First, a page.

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Article
January 1969

Anomalous Inferior Vena Cava Producing Hilar Tumor

Author Affiliations

Wiesbaden, Germany
From the departments of surgery (Lt Col Beddingfield) and radiology (Lt Col Young), USAF Hospital, Wiesbaden, Germany.

Arch Surg. 1969;98(1):67-68. doi:10.1001/archsurg.1969.01340070085015
Abstract

Developmental interruption of the intrahepatic segment of the inferior vena cava is an unusual anomaly. When it occurs, lower body venous return is via azygos or hemiazygos continuation, and therein lies its clinical importance. Abnormally large blood flow through the azygos system may result in dilation of the vein, causing an abnormal persistent radiodensity of the right pulmonary hilus at the azygos-superior vena cava junction.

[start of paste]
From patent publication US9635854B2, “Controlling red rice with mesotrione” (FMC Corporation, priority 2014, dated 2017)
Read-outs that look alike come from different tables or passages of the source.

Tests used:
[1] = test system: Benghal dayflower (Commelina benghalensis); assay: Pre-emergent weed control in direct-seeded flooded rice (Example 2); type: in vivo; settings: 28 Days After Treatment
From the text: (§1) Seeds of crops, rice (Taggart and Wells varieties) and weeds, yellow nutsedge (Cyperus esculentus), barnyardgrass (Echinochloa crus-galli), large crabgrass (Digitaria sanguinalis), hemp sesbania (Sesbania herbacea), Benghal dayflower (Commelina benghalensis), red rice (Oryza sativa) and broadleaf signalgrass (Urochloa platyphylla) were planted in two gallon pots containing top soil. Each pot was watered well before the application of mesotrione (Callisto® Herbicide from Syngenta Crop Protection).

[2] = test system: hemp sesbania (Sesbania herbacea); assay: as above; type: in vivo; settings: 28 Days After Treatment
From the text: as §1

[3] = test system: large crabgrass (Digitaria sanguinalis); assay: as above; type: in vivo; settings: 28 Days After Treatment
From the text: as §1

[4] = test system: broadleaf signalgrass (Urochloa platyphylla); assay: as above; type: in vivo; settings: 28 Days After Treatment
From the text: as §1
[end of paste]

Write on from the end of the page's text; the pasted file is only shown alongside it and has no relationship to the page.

Report of a Case  A 32-year-old Negro woman was referred for evaluation of a smoothly spherical right paratracheal radiodensity adjacent to the origin of the right stem bronchus (Fig 1 and 2). She denied all pulmonary symptoms and had considered her health good. Physical examination was normal. Complete blood count was normal, the Venereal Disease Research Laboratory test for syphilis was nonreactive; the electrocardiogram showed left axis deviation. The patient was thought to have no heart disease. Skin tests with histoplasmin, coccidioidin. blastomycin, and intermediate

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